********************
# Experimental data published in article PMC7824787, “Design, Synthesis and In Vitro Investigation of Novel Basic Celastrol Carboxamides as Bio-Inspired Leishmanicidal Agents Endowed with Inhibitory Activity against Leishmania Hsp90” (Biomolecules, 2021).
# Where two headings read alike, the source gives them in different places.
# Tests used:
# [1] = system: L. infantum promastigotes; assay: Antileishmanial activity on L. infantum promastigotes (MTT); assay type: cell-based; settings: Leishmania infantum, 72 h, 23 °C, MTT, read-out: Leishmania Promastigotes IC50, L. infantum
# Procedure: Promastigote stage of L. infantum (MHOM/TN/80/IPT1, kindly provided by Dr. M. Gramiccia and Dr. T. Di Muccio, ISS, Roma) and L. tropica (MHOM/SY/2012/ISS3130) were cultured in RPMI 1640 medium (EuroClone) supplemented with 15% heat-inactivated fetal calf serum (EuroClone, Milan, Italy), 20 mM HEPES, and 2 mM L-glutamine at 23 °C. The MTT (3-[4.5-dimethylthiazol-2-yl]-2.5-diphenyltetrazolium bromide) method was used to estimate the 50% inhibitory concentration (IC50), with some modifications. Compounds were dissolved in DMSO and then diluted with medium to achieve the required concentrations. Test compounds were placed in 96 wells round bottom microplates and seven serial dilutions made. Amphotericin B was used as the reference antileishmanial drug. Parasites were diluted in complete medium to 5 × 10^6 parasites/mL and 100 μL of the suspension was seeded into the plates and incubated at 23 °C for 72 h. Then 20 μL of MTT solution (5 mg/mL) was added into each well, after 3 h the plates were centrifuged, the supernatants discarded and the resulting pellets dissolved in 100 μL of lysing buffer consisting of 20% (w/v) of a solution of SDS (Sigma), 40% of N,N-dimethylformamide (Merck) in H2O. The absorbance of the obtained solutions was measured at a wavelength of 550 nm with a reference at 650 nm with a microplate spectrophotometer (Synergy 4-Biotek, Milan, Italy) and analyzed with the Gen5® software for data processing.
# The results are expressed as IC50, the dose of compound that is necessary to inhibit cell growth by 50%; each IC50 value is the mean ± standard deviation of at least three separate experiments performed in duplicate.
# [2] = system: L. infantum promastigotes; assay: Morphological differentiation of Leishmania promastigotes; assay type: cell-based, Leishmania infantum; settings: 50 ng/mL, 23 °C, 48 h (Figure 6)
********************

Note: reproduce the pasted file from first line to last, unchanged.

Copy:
# Experimental data published in article PMC7824787, “Design, Synthesis and In Vitro Investigation of Novel Basic Celastrol Carboxamides as Bio-Inspired Leishmanicidal Agents Endowed with Inhibitory Activity against Leishmania Hsp90” (Biomolecules, 2021).
# Where two headings read alike, the source gives them in different places.
# Tests used:
# [1] = system: L. infantum promastigotes; assay: Antileishmanial activity on L. infantum promastigotes (MTT); assay type: cell-based; settings: Leishmania infantum, 72 h, 23 °C, MTT, read-out: Leishmania Promastigotes IC50, L. infantum
# Procedure: Promastigote stage of L. infantum (MHOM/TN/80/IPT1, kindly provided by Dr. M. Gramiccia and Dr. T. Di Muccio, ISS, Roma) and L. tropica (MHOM/SY/2012/ISS3130) were cultured in RPMI 1640 medium (EuroClone) supplemented with 15% heat-inactivated fetal calf serum (EuroClone, Milan, Italy), 20 mM HEPES, and 2 mM L-glutamine at 23 °C. The MTT (3-[4.5-dimethylthiazol-2-yl]-2.5-diphenyltetrazolium bromide) method was used to estimate the 50% inhibitory concentration (IC50), with some modifications. Compounds were dissolved in DMSO and then diluted with medium to achieve the required concentrations. Test compounds were placed in 96 wells round bottom microplates and seven serial dilutions made. Amphotericin B was used as the reference antileishmanial drug. Parasites were diluted in complete medium to 5 × 10^6 parasites/mL and 100 μL of the suspension was seeded into the plates and incubated at 23 °C for 72 h. Then 20 μL of MTT solution (5 mg/mL) was added into each well, after 3 h the plates were centrifuged, the supernatants discarded and the resulting pellets dissolved in 100 μL of lysing buffer consisting of 20% (w/v) of a solution of SDS (Sigma), 40% of N,N-dimethylformamide (Merck) in H2O. The absorbance of the obtained solutions was measured at a wavelength of 550 nm with a reference at 650 nm with a microplate spectrophotometer (Synergy 4-Biotek, Milan, Italy) and analyzed with the Gen5® software for data processing.
# The results are expressed as IC50, the dose of compound that is necessary to inhibit cell growth by 50%; each IC50 value is the mean ± standard deviation of at least three separate experiments performed in duplicate.
# [2] = system: L. infantum promastigotes; assay: Morphological differentiation of Leishmania promastigotes; assay type: cell-based, Leishmania infantum; settings: 50 ng/mL, 23 °C, 48 h (Figure 6)